# Planet Vanishes - How does this affect the orbiting starships?

In the climactic final battle Faction A engages Faction B on Faction B's planetary base, both in orbital and ground combat. Realizing they can't win, Faction A activates a device that transports and traps the entire planet in what can be compared to a pocket dimension.

So basically the entire planet vanishes from existence in (almost) an instant. Now there are two fleets of ships around the space where a planet used to be.

What is the effect (if any) on said ships?

Half of me thinks that because it's in space there won't be any effect, but of course it would be cool if there was some sort of displacement effect.

EDIT: A few answers mention the planet returning at some point. I'll have the trapped people escape several decades later, but the planet itself remains lost.

Several answers have been extremely useful, but unfortunately I can only pick one, so I went with the one that gave me the best alternative. The rest get upvotes though. Thanks to everyone that took the time to answer.

• If the ships are orbiting the planet, they are, by definition, within the gravity well. – Kevin Jan 10 '17 at 20:49
• Trapping the planet in a pocket dimension might have interesting thermal issues. One possible side effect: navigation computers will not be prepared for vanishing planets, so expect wrong results (trying to compensate for gravity of nonexistant planet) or outright crashes. – pjc50 Jan 11 '17 at 11:00
• Strap a toy starship to some rope. Spin it around fast, the let it go. That is what will happen to your starships. – PlasmaHH Jan 11 '17 at 11:21
• Not a physicist so putting this as a comment rather than an answer, but as the planet vanishes, the momentum of the ships should change from a small planetary orbit to a solar orbit (likely just a line as the planetary scale at which you're viewing, i'd assume the curve to be minuscule). Kinda anti-climactic when looking at the effects from outside, but crews of these ships would likely be thrown into disarray. Navigators and bridge staff would now have to make fairly large corrections to remain in the cluster of ships, and prevent becoming scattered. – lewis Jan 11 '17 at 12:29
• As an aside, I'd expect long term effects on the remaining planets in the system, if that matters. Also an inhabited planet is a delicate thing to transport - it wouldn't take much to mess up the tides or the seasonal weather patterns etc leading to all kinds of mass destruction. That's what struck me when the Daleks did this in The Stolen Earth. – William Robertson Jan 11 '17 at 12:32

This means things at geostationary orbital distance have a time dilation of about $$\sqrt{1-\frac{9 mm}{35786 km}}$$ or one part in $$10^{-10}$$ roughly. (if they are actually orbiting this value changes slightly, as does the rotation of the Earth)

This also lines up with the length contraction factor.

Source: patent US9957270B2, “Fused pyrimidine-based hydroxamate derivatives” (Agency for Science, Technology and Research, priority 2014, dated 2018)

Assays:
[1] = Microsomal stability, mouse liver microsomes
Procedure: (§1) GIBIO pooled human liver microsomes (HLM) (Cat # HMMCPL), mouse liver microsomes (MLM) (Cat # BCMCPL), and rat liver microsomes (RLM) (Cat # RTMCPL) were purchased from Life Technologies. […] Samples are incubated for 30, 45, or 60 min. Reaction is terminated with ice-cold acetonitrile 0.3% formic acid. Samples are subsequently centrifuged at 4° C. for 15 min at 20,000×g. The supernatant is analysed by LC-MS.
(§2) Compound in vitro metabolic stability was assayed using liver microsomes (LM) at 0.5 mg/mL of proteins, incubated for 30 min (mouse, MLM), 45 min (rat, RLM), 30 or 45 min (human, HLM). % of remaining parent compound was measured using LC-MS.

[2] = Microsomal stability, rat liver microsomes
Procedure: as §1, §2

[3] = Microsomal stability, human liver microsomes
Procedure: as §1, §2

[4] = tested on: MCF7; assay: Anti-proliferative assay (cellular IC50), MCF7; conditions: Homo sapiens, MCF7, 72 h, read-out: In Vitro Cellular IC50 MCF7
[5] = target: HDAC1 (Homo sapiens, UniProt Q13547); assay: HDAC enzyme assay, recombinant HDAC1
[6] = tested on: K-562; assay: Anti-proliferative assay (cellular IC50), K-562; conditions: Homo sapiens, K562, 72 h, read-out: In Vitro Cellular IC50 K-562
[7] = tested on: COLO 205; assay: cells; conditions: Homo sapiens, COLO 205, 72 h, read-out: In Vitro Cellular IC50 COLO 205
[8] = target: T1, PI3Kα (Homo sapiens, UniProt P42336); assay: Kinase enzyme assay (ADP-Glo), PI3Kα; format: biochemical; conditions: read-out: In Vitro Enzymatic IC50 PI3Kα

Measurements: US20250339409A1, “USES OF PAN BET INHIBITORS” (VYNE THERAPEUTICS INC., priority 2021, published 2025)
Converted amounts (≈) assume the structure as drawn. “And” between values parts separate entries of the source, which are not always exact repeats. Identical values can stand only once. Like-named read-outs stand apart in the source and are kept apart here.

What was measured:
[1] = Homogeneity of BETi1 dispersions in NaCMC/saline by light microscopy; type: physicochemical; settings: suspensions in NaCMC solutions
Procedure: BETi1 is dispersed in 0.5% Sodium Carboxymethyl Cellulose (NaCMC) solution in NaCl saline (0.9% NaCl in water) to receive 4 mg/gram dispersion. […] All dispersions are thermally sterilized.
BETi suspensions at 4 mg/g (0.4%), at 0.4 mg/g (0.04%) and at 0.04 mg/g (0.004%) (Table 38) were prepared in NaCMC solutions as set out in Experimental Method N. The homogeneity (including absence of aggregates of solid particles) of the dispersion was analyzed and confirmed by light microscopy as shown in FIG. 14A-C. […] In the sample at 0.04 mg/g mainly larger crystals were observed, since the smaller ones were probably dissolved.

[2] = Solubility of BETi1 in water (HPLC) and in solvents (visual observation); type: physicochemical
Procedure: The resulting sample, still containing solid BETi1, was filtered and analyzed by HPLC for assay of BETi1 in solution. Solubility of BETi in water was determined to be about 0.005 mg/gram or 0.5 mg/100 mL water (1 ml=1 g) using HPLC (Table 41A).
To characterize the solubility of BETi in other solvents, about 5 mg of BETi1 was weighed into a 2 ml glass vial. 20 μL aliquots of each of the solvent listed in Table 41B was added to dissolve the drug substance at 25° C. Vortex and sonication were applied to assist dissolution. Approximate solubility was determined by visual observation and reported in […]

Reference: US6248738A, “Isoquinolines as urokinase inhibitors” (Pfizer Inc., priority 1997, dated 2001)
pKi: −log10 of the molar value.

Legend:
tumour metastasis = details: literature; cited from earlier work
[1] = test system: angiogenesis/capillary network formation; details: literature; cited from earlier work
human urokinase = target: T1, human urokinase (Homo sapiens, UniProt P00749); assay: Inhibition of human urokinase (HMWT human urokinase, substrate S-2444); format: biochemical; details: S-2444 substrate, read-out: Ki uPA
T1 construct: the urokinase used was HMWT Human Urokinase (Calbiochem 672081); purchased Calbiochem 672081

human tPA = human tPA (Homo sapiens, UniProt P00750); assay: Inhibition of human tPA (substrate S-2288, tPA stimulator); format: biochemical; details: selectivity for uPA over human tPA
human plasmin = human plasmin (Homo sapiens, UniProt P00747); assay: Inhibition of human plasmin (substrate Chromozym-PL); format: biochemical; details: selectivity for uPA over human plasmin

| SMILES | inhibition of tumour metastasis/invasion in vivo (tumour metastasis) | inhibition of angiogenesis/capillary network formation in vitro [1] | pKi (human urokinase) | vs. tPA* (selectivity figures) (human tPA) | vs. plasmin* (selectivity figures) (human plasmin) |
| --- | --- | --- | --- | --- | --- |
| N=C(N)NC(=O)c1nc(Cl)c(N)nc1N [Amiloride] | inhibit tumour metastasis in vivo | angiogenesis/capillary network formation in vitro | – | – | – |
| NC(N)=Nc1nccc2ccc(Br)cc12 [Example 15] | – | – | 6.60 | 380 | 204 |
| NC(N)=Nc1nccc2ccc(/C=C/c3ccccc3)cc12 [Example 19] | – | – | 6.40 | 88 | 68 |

When the Earth disappears "instantly", a gravitational wave of that magnitude is going to be produced. How much energy is that?

Well, 1 solar mass converted to gravitational waves and sent over 1.4 billion light years produced a $$10^{-20}$$ amplitude wave (LIGO observation). The energy in a gravitational wave is proprotional to amplutide squared.

So, per meter squared, the LIGO observation would carry:

(1 solar mass * c^2) / (1.4 billion light years*2)^2 / 4 pi * 1 m^2


2 * $$10^{-5}$$ J (apparently it was 1 solar mass of matter converted into a gravitational wave at a distance of 1.4 billion light years).

The gravitational wave from the Earth disappearing is going to be $${10^{10}}^{2}$$ stronger than that, or 2*$$10^{15}$$ J. This is an insane amount of energy; however, very little of it actually deposits on normal matter.

Jupiter has a Schwarzschild radius of 2.2 m. Titan has an average orbit of 1,221,850 km. Then the gravitational wave would carry 500 times as much Energy.

The question becomes how well does it convert over to normal matter? Will it occur fast enough to disrupt an atomic nucleus?

The compression effect on molecular-level matter will only involve modest pressures. But the compression effect will occur all the way down the length scales, and I suspect it requires lots more pressure to compress a nucleus.

But back up a second. We ripped the planet from our universe. One could argue that would involve forming an event horizon around the planet and making it disappear.

I mean, photons not coming from an area is the definition of event horizon. Stuff an event horizon somewhere, and you warp space. The volume we need to swallow is the planet. So, black hole the size of the planet in effect blinks in then poofs?

If we are 10 planet-radius away, and the event horizon forms tightly around the planet then disappears, this would generate two gravitational waves of impressive magnitude.